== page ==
Microscopic behavior of single corrosion pits: The effect of thiosulfate on corrosion of stainless steel in NaCl

J. O. Park, M. Verhoff, R. Alkire

Research output: Contribution to journalArticlepeer-review

Abstract

Pitting corrosion of Type 304 and 316 stainless steels was investigated in neutral chloride solutions containing various concentrations of thiosulfate (0.01 to 500 mM) and chloride (1 to 1000 mM). The effect of thiosulfate on pitting corrosion of stainless steel 304 was quantitatively studied at the microscopic level by initiating single pits on small wires in neutral chloride solutions containing thiosulfate. Analysis of single pit data indicated that thiosulfate may promote stability through either a cathodic side-reaction or through the existence of a salt film. In galvanostatic experiments, the potential response exhibited six types of behavior that depended on the concentrations of chloride and thiosulfate. Thiosulfate was found to promote the sustained growth, or stability, of pits within a concentration range that depended upon the concentration of chloride ion. An excess of thiosulfate prevented pit formation. Type 316 stainless steel required higher concentrations of thiosulfate to produce stable pits, as compared to Type 304. The effect of surface adsorption of thiosulfate on pitting of 316 stainless steel was investigated by an in situ radiotracer method. It was found that the extent of thiosulfate surface adsorption differed for the three levels of chloride in 0.1 mM Na2S2O3, and that an increase in the surface concentration of thiosulfate from the small pit region caused formation of large pits.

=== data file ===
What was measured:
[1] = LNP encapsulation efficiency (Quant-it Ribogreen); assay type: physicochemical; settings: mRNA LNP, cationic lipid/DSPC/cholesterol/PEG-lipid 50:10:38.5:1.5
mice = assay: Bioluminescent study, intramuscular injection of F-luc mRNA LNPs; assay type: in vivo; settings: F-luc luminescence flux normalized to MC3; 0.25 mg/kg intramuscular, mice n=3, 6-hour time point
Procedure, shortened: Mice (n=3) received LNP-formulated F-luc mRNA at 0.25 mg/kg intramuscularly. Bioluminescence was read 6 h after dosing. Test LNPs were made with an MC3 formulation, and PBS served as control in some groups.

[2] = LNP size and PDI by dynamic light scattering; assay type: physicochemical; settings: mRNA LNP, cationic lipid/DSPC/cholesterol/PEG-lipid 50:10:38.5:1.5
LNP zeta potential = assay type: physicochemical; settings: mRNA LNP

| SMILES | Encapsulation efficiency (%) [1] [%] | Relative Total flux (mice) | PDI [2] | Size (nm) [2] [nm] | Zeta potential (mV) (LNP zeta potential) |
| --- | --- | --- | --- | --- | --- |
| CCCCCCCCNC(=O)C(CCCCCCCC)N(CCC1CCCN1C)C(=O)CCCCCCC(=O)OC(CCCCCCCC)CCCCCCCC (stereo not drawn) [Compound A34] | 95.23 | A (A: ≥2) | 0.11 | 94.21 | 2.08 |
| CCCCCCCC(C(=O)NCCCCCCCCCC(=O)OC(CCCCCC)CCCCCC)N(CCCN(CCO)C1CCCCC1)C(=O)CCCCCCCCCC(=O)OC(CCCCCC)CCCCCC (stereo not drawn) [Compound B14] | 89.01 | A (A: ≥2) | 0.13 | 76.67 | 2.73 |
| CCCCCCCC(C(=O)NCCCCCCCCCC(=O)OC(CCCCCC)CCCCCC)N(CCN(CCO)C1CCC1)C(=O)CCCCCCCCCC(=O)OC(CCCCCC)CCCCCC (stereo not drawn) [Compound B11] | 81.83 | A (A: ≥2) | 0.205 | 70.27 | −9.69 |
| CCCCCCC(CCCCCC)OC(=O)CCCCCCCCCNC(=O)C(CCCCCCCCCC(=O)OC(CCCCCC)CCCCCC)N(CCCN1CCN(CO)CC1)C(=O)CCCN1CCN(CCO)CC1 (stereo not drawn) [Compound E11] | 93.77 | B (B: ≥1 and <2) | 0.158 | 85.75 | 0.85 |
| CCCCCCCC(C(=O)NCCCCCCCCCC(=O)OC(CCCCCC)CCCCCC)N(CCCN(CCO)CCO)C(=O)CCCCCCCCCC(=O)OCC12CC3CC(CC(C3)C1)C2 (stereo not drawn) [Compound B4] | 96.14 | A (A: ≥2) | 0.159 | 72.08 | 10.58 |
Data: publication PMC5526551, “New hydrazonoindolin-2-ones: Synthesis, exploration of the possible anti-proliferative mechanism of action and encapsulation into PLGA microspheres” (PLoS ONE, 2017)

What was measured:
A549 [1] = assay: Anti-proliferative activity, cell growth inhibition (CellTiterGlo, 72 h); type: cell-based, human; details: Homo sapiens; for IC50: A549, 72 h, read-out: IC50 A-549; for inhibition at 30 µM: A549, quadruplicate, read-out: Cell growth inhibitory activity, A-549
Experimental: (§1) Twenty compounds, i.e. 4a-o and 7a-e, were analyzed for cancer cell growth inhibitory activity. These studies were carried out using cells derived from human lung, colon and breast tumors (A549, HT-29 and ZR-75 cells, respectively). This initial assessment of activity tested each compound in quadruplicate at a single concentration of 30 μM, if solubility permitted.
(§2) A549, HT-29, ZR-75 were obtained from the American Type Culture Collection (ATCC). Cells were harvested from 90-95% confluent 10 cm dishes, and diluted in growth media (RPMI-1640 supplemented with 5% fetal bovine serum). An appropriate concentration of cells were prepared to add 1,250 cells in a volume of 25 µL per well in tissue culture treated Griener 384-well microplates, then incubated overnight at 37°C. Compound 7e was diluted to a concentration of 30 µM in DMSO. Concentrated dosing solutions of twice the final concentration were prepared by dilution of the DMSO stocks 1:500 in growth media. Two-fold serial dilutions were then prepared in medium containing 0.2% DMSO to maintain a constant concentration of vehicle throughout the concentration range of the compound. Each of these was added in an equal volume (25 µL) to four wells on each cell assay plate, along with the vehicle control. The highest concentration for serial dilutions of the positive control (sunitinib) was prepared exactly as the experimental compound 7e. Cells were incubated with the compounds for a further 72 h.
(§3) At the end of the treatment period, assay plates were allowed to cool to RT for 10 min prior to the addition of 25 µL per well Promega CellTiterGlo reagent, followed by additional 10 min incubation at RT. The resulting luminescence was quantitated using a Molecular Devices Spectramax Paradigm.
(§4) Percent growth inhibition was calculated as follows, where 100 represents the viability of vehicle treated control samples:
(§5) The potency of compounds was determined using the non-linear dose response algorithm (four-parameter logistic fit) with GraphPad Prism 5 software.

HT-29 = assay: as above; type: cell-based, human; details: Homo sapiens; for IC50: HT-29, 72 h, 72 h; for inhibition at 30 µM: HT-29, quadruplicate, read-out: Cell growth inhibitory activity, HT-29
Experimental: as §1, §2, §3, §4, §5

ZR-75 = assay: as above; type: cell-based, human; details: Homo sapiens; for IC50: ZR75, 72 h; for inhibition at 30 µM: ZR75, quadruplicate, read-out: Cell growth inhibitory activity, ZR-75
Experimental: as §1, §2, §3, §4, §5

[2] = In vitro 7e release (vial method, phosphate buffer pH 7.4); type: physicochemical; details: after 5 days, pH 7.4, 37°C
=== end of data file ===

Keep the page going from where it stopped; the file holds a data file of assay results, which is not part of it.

Original languageEnglish (US)
Pages (from-to)3281-3291
Number of pages11
JournalElectrochimica Acta
Volume42
Issue number20-22
DOIs
StatePublished - 1997

ASJC Scopus subject areas

  • General Chemical Engineering
  • Electrochemistry

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